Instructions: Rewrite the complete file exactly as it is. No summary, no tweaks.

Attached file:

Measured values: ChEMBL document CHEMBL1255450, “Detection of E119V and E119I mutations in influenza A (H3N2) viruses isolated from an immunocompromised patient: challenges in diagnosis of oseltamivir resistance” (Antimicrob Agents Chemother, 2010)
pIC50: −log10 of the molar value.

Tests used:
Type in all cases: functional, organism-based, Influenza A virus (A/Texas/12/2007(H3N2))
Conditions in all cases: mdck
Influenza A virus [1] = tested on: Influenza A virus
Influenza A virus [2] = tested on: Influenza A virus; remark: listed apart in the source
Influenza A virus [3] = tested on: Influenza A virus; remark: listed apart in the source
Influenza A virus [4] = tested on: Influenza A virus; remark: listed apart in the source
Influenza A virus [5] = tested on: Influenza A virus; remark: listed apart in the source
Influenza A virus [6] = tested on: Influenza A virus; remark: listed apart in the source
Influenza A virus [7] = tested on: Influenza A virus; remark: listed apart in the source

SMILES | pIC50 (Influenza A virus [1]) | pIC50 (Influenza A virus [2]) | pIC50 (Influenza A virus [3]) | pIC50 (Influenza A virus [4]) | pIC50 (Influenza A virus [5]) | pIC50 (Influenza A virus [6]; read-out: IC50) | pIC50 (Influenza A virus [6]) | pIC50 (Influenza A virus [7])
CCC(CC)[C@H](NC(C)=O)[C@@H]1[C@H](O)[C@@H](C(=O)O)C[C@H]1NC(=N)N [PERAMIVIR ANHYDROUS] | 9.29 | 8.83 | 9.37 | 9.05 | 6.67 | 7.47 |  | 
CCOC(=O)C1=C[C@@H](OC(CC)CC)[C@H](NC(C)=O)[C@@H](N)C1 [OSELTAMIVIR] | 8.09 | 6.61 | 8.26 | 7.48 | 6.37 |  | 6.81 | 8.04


Measured values: ChEMBL document CHEMBL1255450, “Detection of E119V and E119I mutations in influenza A (H3N2) viruses isolated from an immunocompromised patient: challenges in diagnosis of oseltamivir resistance” (Antimicrob Agents Chemother, 2010)
pIC50: −log10 of the molar value.

Tests used:
Type in all cases: functional, organism-based, Influenza A virus (A/Texas/12/2007(H3N2))
Conditions in all cases: mdck
Influenza A virus [1] = tested on: Influenza A virus
Influenza A virus [2] = tested on: Influenza A virus; remark: listed apart in the source
Influenza A virus [3] = tested on: Influenza A virus; remark: listed apart in the source
Influenza A virus [4] = tested on: Influenza A virus; remark: listed apart in the source
Influenza A virus [5] = tested on: Influenza A virus; remark: listed apart in the source
Influenza A virus [6] = tested on: Influenza A virus; remark: listed apart in the source
Influenza A virus [7] = tested on: Influenza A virus; remark: listed apart in the source

SMILES | pIC50 (Influenza A virus [1]) | pIC50 (Influenza A virus [2]) | pIC50 (Influenza A virus [3]) | pIC50 (Influenza A virus [4]) | pIC50 (Influenza A virus [5]) | pIC50 (Influenza A virus [6]; read-out: IC50) | pIC50 (Influenza A virus [6]) | pIC50 (Influenza A virus [7])
CCC(CC)[C@H](NC(C)=O)[C@@H]1[C@H](O)[C@@H](C(=O)O)C[C@H]1NC(=N)N [PERAMIVIR ANHYDROUS] | 9.29 | 8.83 | 9.37 | 9.05 | 6.67 | 7.47 |  | 
CCOC(=O)C1=C[C@@H](OC(CC)CC)[C@H](NC(C)=O)[C@@H](N)C1 [OSELTAMIVIR] | 8.09 | 6.61 | 8.26 | 7.48 | 6.37 |  | 6.81 | 8.04